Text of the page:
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Ousted Zelaya sets foot back in Honduras, briefly

VOWING to return home, ousted President Manuel Zelaya took a few symbolic steps inside Honduras yesterday but backed away from a confrontation with Honduran security forces waiting to arrest him.

In a move described as "reckless" by US Secretary of State Hillary Clinton, the ousted leader in his trademark cowboy hat crossed briefly into Honduras in the small town of Las Manos on the border with Nicaragua.

Pausing to give live telephone interviews and surrounded by a pack of journalists, Zelaya approached the chain dividing the two Central American nations, stepped over the border and held the chain over his head in triumph for a moment.

He then touched a sign that said: "Welcome to Honduras," but with troops and police standing just yards (metres) away, he said he did not want to proceed farther out of "respect for the principles" of the military.

An aide said Zelaya would return to Las Manos today to try again to enter Honduras, a coffee exporter and one of the poorest countries in Latin America.

Zelaya was toppled and sent into exile in a June 28 coup after angering critics over his alliance with Venezuelan President Hugo Chavez, a fierce critic of the United States.

The de facto government that replaced him insists he was removed legally and that he will face charges if he returns.

Washington has condemned the coup and backed a Costa Rican plan calling for Zelaya's reinstatement, but it also advised him not to enter Honduras without a political deal in place.

Clinton urged all sides to reach a negotiated, peaceful solution.

"We have consistently urged all parties to avoid any provocative action that could lead to violence. President Zelaya's effort to reach the border is reckless," Clinton said. "It does not contribute to the broader effort to restore democratic and constitutional order in the Honduras crisis."

Zelaya remained determined, vowing to return and saying he had helicopters and planes at his disposal and could return via other neighboring countries if necessary.


Talks this week in Costa Rica about the standoff -- Central America's worst political crisis in 20 years -- collapsed over the interim government's refusal to consider Zelaya's return.

Ignoring calls not to provoke tension, Zelaya left the Nicaraguan town of Esteli yesterday driving a jeep.

When he tried to fly home earlier this month, one of his supporters was killed in clashes near the airport.

Police in riot gear waited a short distance over the border and a helicopter flew overhead as Zelaya approached.

The ousted president, a logging magnate who draws support from unions and leftists, called his family from the border, saying, "I am on the Honduran side."

His wife and elderly mother traveled with supporters from the capital, Tegucigalpa, but were held up at a checkpoint some 20 miles (30 km) away, an aide said.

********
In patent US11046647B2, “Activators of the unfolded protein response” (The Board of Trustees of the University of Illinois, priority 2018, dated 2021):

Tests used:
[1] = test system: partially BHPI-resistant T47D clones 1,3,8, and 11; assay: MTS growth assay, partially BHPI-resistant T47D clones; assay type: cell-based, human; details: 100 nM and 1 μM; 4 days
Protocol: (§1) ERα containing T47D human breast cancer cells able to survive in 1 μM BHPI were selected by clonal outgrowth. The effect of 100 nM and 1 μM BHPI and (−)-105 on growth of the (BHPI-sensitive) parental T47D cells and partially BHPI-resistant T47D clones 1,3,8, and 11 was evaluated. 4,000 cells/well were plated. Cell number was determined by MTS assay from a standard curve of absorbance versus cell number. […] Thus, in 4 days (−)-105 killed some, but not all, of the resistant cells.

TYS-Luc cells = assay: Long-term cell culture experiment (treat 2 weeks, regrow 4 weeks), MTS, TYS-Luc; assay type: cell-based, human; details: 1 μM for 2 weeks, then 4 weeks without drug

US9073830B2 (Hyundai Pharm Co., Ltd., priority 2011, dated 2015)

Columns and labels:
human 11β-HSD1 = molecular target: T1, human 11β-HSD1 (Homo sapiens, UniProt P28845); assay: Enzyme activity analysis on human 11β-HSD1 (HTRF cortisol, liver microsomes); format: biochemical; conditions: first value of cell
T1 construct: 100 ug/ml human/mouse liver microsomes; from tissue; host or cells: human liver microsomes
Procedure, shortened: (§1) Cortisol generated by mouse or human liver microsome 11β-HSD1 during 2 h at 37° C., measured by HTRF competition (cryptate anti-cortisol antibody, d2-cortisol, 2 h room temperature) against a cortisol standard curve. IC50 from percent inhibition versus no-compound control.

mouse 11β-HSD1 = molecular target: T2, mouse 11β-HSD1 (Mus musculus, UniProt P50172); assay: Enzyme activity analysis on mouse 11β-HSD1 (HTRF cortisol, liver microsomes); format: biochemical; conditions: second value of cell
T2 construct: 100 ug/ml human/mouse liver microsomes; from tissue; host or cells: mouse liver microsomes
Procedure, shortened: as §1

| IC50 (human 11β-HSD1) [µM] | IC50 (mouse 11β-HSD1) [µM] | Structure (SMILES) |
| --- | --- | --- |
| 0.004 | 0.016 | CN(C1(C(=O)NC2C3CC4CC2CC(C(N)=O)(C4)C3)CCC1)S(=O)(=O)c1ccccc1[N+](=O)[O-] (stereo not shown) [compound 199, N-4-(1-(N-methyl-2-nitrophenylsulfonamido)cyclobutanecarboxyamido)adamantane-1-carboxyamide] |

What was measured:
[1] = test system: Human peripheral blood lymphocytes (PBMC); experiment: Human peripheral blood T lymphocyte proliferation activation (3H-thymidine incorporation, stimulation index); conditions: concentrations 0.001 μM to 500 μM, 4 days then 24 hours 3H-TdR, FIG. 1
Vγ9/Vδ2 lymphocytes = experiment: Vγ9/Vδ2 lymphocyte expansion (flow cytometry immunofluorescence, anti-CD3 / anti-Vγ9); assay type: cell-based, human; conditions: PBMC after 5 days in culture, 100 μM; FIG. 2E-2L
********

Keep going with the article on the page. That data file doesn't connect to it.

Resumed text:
Several hundred Hondurans trying to reach the border to greet him were kept several miles (km) back near the coffee town of El Paraiso. Some threw rocks, and troops tried to disperse them with teargas and sporadic shots in the air.

A Reuters photographer saw one police officer wounded in the head by a rock.

The United States and Latin American governments have demanded Zelaya's reinstatement, but Honduras' de facto leader, Roberto Micheletti, insists he will be detained for violating the constitution and other charges if he returns.

"The return of ex-president Zelaya isn't possible because it would be illegal and we have to respect the law," Micheletti told the Chilean newspaper La Tercera.

Interim Deputy Foreign Minister Martha Lorena Alvarado said the Micheletti government remained committed to negotiations.

The Honduran Congress will meet on Monday to discuss a proposal by Costa Rican President Oscar Arias to end the crisis. It is likely to reject it because it calls for the reinstatement of Zelaya, mistrusted by the ruling elite that accuses him of trying to extend presidential term limits.

Zelaya told Reuters Television the talks had failed since Micheletti's side did not accept the Arias plan. "The Costa Rican thing is over now, it's finished," he said.

Zelaya spoke to a Honduran officer at the border and told reporters he had asked to be allowed to communicate with the armed forces chiefs of staff to find a solution to the crisis.

"Neither can I govern with an opposition as strong as that of the oligarchy, nor can they govern without the people, without the president elected by the people," Zelaya said.

State television showed a pro-Micheletti demonstration that drew more than 1,000 people in the city of San Pedro Sula.

US President Barack Obama has condemned the coup, cut $16.5 million in military aid and threatened to slash economic aid, but he has not yet taken measures directly against the coup leaders despite Zelaya's requests.

State Department spokesman P.J. Crowley said Zelaya was expected in Washington on Tuesday.


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